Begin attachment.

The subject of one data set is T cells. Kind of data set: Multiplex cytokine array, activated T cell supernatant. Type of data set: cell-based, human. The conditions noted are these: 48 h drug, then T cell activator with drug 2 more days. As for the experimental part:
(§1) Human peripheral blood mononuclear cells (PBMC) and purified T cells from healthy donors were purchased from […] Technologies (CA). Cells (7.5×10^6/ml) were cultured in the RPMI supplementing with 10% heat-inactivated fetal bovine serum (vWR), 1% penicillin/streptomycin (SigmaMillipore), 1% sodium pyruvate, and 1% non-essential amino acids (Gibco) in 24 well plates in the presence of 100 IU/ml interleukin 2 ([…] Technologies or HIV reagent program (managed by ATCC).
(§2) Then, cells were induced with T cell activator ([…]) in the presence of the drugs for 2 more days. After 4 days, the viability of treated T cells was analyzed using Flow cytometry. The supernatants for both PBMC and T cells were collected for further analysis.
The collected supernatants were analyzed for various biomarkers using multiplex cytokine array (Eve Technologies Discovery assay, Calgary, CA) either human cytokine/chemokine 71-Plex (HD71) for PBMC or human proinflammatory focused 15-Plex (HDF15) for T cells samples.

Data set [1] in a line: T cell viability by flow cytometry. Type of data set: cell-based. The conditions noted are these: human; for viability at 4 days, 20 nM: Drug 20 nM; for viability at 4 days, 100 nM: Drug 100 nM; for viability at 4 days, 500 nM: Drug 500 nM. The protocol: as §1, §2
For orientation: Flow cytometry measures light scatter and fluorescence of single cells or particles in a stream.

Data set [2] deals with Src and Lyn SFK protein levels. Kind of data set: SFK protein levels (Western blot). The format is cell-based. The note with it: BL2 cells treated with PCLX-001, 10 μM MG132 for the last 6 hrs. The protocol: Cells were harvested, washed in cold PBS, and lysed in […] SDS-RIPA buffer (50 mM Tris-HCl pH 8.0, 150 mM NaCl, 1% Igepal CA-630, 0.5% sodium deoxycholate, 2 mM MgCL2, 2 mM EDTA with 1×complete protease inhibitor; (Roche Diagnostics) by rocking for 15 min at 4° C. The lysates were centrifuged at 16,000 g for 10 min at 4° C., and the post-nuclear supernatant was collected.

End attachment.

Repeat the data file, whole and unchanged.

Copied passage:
The subject of one data set is T cells. Kind of data set: Multiplex cytokine array, activated T cell supernatant. Type of data set: cell-based, human. The conditions noted are these: 48 h drug, then T cell activator with drug 2 more days. As for the experimental part:
(§1) Human peripheral blood mononuclear cells (PBMC) and purified T cells from healthy donors were purchased from […] Technologies (CA). Cells (7.5×10^6/ml) were cultured in the RPMI supplementing with 10% heat-inactivated fetal bovine serum (vWR), 1% penicillin/streptomycin (SigmaMillipore), 1% sodium pyruvate, and 1% non-essential amino acids (Gibco) in 24 well plates in the presence of 100 IU/ml interleukin 2 ([…] Technologies or HIV reagent program (managed by ATCC).
(§2) Then, cells were induced with T cell activator ([…]) in the presence of the drugs for 2 more days. After 4 days, the viability of treated T cells was analyzed using Flow cytometry. The supernatants for both PBMC and T cells were collected for further analysis.
The collected supernatants were analyzed for various biomarkers using multiplex cytokine array (Eve Technologies Discovery assay, Calgary, CA) either human cytokine/chemokine 71-Plex (HD71) for PBMC or human proinflammatory focused 15-Plex (HDF15) for T cells samples.

Data set [1] in a line: T cell viability by flow cytometry. Type of data set: cell-based. The conditions noted are these: human; for viability at 4 days, 20 nM: Drug 20 nM; for viability at 4 days, 100 nM: Drug 100 nM; for viability at 4 days, 500 nM: Drug 500 nM. The protocol: as §1, §2
For orientation: Flow cytometry measures light scatter and fluorescence of single cells or particles in a stream.

Data set [2] deals with Src and Lyn SFK protein levels. Kind of data set: SFK protein levels (Western blot). The format is cell-based. The note with it: BL2 cells treated with PCLX-001, 10 μM MG132 for the last 6 hrs. The protocol: Cells were harvested, washed in cold PBS, and lysed in […] SDS-RIPA buffer (50 mM Tris-HCl pH 8.0, 150 mM NaCl, 1% Igepal CA-630, 0.5% sodium deoxycholate, 2 mM MgCL2, 2 mM EDTA with 1×complete protease inhibitor; (Roche Diagnostics) by rocking for 15 min at 4° C. The lysates were centrifuged at 16,000 g for 10 min at 4° C., and the post-nuclear supernatant was collected.